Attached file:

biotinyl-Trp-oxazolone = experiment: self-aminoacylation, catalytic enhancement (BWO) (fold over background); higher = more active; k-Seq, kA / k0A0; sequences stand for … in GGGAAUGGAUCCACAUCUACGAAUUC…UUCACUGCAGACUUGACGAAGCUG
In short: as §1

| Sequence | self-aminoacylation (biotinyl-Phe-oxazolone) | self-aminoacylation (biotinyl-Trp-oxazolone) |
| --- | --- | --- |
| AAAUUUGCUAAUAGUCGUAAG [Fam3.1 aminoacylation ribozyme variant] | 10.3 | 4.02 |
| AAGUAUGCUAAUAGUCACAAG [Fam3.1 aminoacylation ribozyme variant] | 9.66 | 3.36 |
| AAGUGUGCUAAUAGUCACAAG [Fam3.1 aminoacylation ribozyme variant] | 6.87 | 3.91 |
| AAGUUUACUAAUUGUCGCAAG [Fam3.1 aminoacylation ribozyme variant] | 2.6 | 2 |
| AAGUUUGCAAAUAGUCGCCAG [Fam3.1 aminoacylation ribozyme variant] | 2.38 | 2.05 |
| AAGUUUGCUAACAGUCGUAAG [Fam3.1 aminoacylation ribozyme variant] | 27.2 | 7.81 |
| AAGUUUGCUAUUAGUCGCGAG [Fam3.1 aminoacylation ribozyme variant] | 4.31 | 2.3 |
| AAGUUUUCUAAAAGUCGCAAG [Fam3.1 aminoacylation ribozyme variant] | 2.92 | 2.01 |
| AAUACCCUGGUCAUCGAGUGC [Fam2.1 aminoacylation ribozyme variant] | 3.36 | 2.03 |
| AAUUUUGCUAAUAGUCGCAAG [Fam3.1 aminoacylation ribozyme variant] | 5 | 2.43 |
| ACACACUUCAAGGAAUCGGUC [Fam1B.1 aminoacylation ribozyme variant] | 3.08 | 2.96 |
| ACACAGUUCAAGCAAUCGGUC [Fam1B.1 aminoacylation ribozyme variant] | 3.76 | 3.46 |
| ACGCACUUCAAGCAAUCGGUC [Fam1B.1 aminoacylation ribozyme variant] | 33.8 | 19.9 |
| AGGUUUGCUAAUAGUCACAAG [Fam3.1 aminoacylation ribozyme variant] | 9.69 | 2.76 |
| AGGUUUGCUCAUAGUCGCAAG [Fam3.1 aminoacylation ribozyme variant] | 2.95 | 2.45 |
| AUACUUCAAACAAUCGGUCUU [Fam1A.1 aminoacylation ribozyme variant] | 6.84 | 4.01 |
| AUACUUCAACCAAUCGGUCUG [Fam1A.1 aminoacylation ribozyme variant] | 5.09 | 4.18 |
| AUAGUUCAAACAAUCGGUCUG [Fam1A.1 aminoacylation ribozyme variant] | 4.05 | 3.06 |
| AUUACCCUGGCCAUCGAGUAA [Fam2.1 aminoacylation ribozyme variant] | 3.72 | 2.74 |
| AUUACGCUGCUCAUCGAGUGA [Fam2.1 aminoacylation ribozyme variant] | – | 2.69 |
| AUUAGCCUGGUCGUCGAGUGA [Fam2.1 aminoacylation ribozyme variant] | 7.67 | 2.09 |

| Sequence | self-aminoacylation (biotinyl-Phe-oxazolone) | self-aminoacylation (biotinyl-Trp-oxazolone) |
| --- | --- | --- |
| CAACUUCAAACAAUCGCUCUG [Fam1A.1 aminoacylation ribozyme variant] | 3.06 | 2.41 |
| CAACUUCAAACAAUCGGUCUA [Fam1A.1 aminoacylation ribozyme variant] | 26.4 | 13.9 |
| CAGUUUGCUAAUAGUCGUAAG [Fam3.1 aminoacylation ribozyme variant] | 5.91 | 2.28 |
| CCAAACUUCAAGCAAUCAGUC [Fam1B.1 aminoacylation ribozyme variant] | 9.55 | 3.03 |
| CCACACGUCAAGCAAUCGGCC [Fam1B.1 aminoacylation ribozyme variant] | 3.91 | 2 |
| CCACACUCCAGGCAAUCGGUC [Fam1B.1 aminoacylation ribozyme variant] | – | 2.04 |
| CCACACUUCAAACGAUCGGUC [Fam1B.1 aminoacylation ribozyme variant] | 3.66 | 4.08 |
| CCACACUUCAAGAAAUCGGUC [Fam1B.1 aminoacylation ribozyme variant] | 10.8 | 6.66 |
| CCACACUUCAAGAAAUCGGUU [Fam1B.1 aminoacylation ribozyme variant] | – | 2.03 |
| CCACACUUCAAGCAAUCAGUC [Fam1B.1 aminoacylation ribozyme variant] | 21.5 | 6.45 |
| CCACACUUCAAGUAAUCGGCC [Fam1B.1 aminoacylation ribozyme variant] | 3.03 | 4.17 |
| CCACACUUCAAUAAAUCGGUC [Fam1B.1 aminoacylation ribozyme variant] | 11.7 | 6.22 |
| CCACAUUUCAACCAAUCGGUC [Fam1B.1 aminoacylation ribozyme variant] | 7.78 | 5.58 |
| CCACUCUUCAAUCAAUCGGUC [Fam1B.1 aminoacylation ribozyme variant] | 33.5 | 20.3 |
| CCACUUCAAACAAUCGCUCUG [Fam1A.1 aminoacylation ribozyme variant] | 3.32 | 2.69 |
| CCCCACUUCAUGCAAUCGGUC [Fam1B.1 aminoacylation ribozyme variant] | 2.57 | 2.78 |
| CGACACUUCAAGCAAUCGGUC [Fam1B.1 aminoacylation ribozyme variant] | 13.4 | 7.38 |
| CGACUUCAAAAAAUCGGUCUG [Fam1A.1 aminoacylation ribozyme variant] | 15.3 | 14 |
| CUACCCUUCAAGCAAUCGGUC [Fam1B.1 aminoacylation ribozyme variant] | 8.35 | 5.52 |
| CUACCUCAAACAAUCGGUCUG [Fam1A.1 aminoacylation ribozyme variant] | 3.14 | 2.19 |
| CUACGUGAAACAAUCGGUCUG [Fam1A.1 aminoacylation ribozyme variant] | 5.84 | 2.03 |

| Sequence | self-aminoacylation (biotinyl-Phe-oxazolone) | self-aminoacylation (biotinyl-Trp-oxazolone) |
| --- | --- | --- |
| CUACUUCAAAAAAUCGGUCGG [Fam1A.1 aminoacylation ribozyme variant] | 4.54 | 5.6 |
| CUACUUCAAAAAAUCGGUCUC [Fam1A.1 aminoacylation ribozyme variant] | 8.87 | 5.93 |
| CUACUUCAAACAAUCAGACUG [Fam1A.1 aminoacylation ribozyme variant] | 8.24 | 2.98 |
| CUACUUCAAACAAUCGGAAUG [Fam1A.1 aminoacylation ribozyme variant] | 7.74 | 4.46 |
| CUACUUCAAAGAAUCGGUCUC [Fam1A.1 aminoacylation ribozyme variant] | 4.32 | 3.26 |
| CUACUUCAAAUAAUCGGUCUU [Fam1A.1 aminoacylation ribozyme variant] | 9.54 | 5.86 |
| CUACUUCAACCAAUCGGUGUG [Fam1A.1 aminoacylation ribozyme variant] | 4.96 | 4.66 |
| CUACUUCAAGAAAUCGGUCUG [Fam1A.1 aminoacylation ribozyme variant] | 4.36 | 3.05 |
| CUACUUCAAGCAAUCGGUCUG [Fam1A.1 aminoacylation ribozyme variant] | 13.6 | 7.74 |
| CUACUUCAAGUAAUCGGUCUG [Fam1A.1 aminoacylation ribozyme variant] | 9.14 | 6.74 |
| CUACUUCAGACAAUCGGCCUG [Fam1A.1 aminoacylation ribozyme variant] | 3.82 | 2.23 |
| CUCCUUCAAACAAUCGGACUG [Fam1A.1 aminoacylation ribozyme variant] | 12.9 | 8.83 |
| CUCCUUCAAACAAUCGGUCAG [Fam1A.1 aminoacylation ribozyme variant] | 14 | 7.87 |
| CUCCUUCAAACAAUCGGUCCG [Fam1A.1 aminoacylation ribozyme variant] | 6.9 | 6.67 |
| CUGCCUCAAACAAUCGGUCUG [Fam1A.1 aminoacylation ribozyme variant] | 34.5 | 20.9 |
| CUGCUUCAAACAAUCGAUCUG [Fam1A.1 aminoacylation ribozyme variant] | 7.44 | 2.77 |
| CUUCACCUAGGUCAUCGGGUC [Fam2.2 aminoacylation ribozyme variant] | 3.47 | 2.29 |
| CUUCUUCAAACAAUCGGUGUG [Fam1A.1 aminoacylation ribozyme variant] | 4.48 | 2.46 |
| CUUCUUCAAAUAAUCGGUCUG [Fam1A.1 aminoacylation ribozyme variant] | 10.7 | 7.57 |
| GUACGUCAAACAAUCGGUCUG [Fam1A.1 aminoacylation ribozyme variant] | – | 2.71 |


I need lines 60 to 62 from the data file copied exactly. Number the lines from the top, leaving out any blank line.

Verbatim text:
| CUACUUCAAGUAAUCGGUCUG [Fam1A.1 aminoacylation ribozyme variant] | 9.14 | 6.74 |
| CUACUUCAGACAAUCGGCCUG [Fam1A.1 aminoacylation ribozyme variant] | 3.82 | 2.23 |
| CUCCUUCAAACAAUCGGACUG [Fam1A.1 aminoacylation ribozyme variant] | 12.9 | 8.83 |